NHL Notebook: Where the Kraken’s roster composition compares to other struggling teams in the league
The struggling Seattle Kraken in its first season is not as bad as some other clubs.
The Kraken have certainly been disappointing with just 12 wins as of mid-January. No one expected a first season in Vegas, but hopes were higher than that.
That said, Seattle isn’t in a terrible place. What the Montreal Canadiens are dealing with, or the Arizona Coyotes, or the Buffalo Sabers, or even the Philadelphia Flyers, is very different.
The Canadiens or Coyotes will likely finish with the fewest points in the league and have the best chance of winning the lottery for Shane Wright, the almost sure first overall pick. The battle for third place will come down to the Kraken or the Sabers or the Ottawa Senators.
There is a path for the Kraken; they have pieces to build around, Yanni Gourde and Jamie Oleksiak in place, Carson Soucy solidifying in the lineup, and can re-sign Jared McCann and Ryan Donato with Matty Beniers on the way, and possibly Ryker Evans and Ryan Winterton Also. At the trade deadline, they have a lot of stuff they could use to strengthen the organization, adding more prospects or draft picks.
The Canadiens, who have just won their first Stanley Cup race since 1994, are having a disastrous season. They were expected to be competitive this season and might end up with the worst record instead. They appointed a new general manager, Kent Hughes, earlier this week.
Their journey is a little more obscure. Unlike the Kraken with nearly $14 million in cap space – potentially more in the offseason if they trade — Montreal still has work to do to be able to recover. They have choices to make; they can move on from Brendan Gallagher, Jeff Petry or Tyler Toffoli or keep one of them if they want to make another playoff anytime soon.
Then there are the Coyotes, who feel furthest from the divisive. We don’t even know where they will play next season. Aside from Dylan Guenther, they don’t have an elite prospect on the way. Their fourth scorer is defenseman Shayne Gostisbehere.
The Sabers have already traded their most dynamic player in decades, Jack Eichel, for draft picks and prospects and Alex Tuch. They have basic elements, like Rasmus Dahlin and future stars Casey Mittelstadt and Ukko-Pekka Luukkonen, but they are also excessively young and development could take a few years.
Outside of Montreal, the Flyers may be in the toughest position. Alain Vigneault was relieved of his duties and Philadelphia did not see the bump in the Canucks standings without Travis Green. They are 0-8-2 in their last 10 games. They’ve had two different 10-game losing streaks in 40 games.
Ranking the Kraken’s future among struggling teams this year could be determined by the trade deadline. Last season was a buyer’s market. Between the posture in the East and the teams trying to gain ground in the West, this year’s could be too.
If the Kraken get some sort of decent comeback and have an offseason plan to build around whatever they identify as their core, they could catapult themselves past some of those clubs.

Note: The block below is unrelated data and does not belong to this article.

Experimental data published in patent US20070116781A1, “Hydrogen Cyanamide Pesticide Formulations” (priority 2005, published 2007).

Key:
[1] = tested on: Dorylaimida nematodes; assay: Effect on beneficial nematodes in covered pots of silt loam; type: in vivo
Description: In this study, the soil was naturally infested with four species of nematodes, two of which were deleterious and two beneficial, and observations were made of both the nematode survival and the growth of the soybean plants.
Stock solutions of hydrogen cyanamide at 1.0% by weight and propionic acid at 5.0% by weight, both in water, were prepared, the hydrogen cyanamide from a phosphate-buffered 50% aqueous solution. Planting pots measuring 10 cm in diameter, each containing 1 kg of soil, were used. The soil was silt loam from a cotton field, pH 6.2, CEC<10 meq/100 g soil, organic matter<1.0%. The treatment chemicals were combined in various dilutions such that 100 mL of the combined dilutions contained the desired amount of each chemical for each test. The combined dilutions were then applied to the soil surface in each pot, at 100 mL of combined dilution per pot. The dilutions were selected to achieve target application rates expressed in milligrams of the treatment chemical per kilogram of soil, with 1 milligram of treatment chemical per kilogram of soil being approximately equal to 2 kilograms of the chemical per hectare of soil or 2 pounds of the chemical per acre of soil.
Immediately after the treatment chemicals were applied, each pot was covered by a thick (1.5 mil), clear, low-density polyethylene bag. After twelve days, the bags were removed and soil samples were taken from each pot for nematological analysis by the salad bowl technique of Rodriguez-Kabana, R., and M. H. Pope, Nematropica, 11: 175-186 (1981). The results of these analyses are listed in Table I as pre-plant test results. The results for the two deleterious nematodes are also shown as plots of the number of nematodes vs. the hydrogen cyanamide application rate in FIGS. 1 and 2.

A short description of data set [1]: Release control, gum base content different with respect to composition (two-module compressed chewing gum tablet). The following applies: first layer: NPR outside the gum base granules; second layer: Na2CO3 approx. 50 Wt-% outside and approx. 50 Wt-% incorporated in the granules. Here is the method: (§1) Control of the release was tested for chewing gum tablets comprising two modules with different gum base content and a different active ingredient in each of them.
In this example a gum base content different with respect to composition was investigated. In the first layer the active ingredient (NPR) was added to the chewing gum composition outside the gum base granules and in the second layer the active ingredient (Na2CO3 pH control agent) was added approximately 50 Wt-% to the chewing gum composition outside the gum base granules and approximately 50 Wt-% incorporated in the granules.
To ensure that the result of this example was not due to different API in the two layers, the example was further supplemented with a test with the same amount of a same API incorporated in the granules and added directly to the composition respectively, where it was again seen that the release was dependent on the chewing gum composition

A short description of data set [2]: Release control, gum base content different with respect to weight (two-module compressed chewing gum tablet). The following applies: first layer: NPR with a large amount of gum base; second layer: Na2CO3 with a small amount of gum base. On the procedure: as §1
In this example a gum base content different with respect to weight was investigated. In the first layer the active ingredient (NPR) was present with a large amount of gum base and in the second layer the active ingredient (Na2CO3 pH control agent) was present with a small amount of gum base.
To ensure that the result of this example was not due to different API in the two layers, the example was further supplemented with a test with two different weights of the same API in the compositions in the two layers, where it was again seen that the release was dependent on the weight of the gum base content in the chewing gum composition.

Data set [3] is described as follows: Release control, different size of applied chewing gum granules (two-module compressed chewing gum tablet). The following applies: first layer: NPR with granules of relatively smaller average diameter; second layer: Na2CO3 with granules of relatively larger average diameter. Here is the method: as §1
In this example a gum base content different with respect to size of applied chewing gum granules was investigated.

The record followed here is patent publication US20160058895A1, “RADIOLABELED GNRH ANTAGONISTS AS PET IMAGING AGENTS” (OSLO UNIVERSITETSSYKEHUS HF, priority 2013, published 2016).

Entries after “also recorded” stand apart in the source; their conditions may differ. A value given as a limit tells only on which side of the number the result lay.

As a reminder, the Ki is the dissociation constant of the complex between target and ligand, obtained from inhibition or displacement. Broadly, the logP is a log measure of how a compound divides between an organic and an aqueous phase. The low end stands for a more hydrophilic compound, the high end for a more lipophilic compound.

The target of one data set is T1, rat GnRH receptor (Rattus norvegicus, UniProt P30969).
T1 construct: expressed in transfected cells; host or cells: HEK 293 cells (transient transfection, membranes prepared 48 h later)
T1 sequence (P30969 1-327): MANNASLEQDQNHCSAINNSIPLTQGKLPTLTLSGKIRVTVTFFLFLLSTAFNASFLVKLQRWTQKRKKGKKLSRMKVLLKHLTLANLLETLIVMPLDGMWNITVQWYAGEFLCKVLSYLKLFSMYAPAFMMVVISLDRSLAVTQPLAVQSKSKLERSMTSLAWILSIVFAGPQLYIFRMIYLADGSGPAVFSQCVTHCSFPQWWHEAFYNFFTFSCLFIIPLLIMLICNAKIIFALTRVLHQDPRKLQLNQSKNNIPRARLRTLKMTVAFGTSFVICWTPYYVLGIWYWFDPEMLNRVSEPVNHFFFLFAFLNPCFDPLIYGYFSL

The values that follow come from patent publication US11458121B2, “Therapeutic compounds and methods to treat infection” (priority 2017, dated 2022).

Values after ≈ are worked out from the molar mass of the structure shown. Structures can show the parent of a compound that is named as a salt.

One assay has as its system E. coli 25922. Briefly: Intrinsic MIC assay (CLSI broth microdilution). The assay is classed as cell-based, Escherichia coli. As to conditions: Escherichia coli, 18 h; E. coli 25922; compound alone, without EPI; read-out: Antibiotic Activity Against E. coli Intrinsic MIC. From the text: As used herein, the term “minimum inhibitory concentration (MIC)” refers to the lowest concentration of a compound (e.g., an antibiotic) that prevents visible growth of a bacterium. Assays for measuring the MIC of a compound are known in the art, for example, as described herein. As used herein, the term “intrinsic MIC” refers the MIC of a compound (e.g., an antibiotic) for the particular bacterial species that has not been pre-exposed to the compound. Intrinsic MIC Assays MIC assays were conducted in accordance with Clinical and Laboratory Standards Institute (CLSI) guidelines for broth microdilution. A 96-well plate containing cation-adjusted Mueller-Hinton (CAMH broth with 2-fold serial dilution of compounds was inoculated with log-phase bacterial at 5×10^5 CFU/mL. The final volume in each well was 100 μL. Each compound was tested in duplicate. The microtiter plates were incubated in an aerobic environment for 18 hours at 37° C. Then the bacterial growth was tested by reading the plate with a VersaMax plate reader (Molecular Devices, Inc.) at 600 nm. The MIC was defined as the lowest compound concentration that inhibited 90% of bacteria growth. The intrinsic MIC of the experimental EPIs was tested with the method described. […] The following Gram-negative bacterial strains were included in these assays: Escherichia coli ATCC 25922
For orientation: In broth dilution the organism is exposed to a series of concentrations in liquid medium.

Only Jordan Eberle, Joonas Donskoi, Jaden Schwartz, Brandon Tanev and Gourde are under contract beyond the next offseason as far as forwards go. Oleksiak and Adam Larsson are the only defenders signed beyond next season; Will Borgen, Vince Dunn and Soucy still have a year left on their deals.
They have more flexibility than any team in the league and arguably the most difficult task of any team in the league as an expansion club during COVID. As disappointing as this season has been, between the deadline and the offseason, they have a bit of an overhaul button that other clubs don’t have due to the cap and organizational depth. It’s a position a team like the Sabers or Coyotes would surely love to be in instead of the league purgatory they’ve ventured into.
Oilers in a rut
The Oilers have been at the center of the hockey world this week, and not in a good way.
Going 2-11-2 in their last 15 games, earning just six points in that streak, nothing is looking good. Dave Tippett is almost certainly in the hot seat, winless with him behind the bench since November (he missed time in COVID protocol). Fans throw jerseys on the ice. The media and the players argue publicly.
What’s the answer up there? Goalkeeper Mikko Koskinen has taken a lot of heat, but the problems extend far beyond him. They’ve scored two goals or less in 10 games of this epic 15-game slump.
The Oilers entered their Alberta battle with the Calgary Flames on Saturday night a long way from a playoff berth, and it’s starting to look like they’re not going to turn back the clock.
On the same night the Oilers hit their current low, the Panthers showed why they might be the scariest team in the league.
Sergei Bobrovsky, once thought to have an albatross contract in Florida, ruled out the Oilers for a 6-0 win Thursday. It was a good response to a 5-1 loss to Calgary the previous game, a hit on the radar of a dominating streak.
The Panthers have been building their momentum for quite some time. Their first-round streak with eventual Cup-winning Lightning last season was a glimpse of a team poised to be a force, only with the misfortune of being in the league’s toughest division.
Heading into Sunday’s game in Seattle, Bobrovsky is 20-3-3 with a 2.38 goals-against average and .925 save percentage. He is in the conversation for his third Vézina.
It’s a stark contrast to the team they last played in Edmonton, and considering all the video game scoring numbers Florida continues to post, it’s easy to lose Bobrovsky in the conversation. But if the Panthers continue that run this year, it will be why.